The other great thing about Minetta is that it’s a late night kind of place. Where else can you go after midnight for some bone marrow?

8. Locanda Verde

Website: www.locandaverdenyc.com

Location: 379 Greenwich St

With partners such as Robert DeNiro and Andrew Carmellini and help from people like Ken Friedman of the Spotted Pig, this place had more hype than the World Series!

Locanda Verde serves family-style food for the masses. There are lots of small plates, including crostini, that are piled high with toppings, such as spicy summer corn, pureed chicken liver, and blue crab leavened with jalapeno and some cream. The kind of food that they’re serving here isn’t designed to win any awards, but rather create a stylish, affordable, crowd-pleasing restaurant where good food and a good time can be had by all. I will warn you in advance, though – the place is always busy, and it doesn’t matter who know. Remember, it’s a DeNiro joint.

9. ABC Kitchen

Website: www.abckitchennyc.com

Location: 35 East 18th St

What happens when you mix Jean Jorge, ABC Carpet (one of New York’s largest home furnishing stores), and the Union Square farmer’s market? ABC Kitchen, of course.

The theme for this restaurant can be described with a couple of words that we should all know very well by now: “locavore” and “sustainability.” That’s why they source as much of their menu as possible from local markets, the menus are made from recycled paper boxes that come into ABC Carpet, and, after the restaurant closes, all the leftovers are sent to a compost heap. But the focus on sustainability doesn’t at all take away from the dining experience – the service is casual and refreshing and the food is delightful.

One of my favorite parts of this restaurant is the ABC Elixir Bar, a juice and smoothie bar where Brandi Kowalski (who did a stint interning at Per Se at one point) has worked up an exciting and robust menu using non-traditional and exciting flavors.

10. Kin Shop

Website: www.kinshopnyc.com

Locations: 469 6th Ave

Thai food is on the rise, and it shouldn’t shock anyone that Harold Dieterle of Top Chef fame is leading the charge at his newest West Village project. The space is modest (just like his first restaurant Perilla) and the prices are reasonable – nothing on the menu is more then $25. Dieterle acts like a Professor of Thai in this new place, educating his guests with a glossary of Thai food terms printed on the menu.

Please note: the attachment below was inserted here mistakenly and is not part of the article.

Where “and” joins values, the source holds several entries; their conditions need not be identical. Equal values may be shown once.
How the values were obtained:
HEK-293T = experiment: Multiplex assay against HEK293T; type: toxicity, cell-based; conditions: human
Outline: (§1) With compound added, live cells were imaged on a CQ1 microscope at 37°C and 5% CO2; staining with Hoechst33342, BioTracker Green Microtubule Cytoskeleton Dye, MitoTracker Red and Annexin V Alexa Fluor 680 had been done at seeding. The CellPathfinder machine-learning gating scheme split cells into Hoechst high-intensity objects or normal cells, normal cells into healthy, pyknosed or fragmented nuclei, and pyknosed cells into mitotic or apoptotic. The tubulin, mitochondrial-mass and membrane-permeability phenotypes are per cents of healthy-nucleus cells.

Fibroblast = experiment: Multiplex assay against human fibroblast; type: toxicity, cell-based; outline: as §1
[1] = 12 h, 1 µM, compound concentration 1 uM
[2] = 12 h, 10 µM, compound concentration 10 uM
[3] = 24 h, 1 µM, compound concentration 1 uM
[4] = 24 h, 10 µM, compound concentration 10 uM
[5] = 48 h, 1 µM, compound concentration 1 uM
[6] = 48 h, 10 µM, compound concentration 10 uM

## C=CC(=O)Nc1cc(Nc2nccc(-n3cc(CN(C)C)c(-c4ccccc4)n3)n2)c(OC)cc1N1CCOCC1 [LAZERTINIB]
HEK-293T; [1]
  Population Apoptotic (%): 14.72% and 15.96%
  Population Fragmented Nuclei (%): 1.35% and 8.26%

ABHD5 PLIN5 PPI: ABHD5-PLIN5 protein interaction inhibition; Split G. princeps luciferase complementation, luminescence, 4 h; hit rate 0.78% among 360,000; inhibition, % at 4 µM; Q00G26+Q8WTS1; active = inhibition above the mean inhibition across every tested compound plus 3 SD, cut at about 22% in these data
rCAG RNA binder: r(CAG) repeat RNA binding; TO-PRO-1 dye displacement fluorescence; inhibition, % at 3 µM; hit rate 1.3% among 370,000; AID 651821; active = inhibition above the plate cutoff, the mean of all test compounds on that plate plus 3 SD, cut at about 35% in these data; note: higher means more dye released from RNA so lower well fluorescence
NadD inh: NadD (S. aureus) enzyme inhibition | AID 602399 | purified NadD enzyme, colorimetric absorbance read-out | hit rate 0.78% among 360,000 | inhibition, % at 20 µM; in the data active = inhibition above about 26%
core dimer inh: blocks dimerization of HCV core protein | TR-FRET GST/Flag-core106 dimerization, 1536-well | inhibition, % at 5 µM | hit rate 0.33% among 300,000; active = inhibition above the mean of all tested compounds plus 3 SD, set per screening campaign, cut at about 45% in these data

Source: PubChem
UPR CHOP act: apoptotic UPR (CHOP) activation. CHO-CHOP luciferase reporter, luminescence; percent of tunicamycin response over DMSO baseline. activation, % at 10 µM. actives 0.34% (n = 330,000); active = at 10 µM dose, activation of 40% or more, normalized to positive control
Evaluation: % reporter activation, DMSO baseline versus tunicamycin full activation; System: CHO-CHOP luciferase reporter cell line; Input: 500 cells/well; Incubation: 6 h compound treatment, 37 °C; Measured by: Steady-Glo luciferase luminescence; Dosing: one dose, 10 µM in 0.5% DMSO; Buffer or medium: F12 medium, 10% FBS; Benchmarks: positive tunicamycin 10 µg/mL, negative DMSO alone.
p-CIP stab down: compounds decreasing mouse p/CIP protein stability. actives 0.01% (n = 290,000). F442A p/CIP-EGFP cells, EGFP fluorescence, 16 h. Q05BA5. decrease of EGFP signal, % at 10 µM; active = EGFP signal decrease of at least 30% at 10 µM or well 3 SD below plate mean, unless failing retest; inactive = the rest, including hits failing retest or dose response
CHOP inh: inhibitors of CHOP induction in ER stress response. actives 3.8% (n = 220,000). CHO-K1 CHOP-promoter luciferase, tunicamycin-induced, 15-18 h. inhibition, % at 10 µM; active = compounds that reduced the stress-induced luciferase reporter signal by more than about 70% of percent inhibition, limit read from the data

And the food is fantastic. The curries are all ground in-house, and if you want to add some heat or some sour to your dish, there are pots of vinegar and Thai chilies available for each table to enjoy. If you’re the kind of person that likes some heat, then try the pan-fried crab noodles tossed with hot roasted chilies. But don’t say I didn’t warn you – this dish will burn the hair right out of your nose! Love curry? Then try the red snapper with red curry paste. Or if you’re into trying something different, go with the massaman-braised goats neck scattered with shavings of coconut and frizzled shallots. Exotic and delicious.

Kin Shop was jammed when I was there, and it’s all about the food. I have nothing but respect for Harold Dieterle, as he’s got a passion for cooking that you don’t find everyday. Maybe that’s why he was still in the kitchen as we were leaving after a very late Friday night dinner.

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So there you have it folks, my top 10 new restaurants of 2010. Don’t get me wrong – I have had many memorable dining experiences, but as I reflect on the year that just passed, these are the ones that stand out. If I close my eyes, I can still taste the flavors from these meals on the tip of my tongue.

But 2011 should also prove to be an exciting year in the restaurant industry. I expect to see an influx of Korean food, and Thai food should continue to boom. As a culture, we have long been averse to the heavy spices from the Middle East and South East Asia, but times, they are a changing. And with change comes tasty treats that we may have never known before. I can’t wait.

P.S. If you think I left out some good ones, please feel free to add them to the comments. I’m always looking for new places to check out.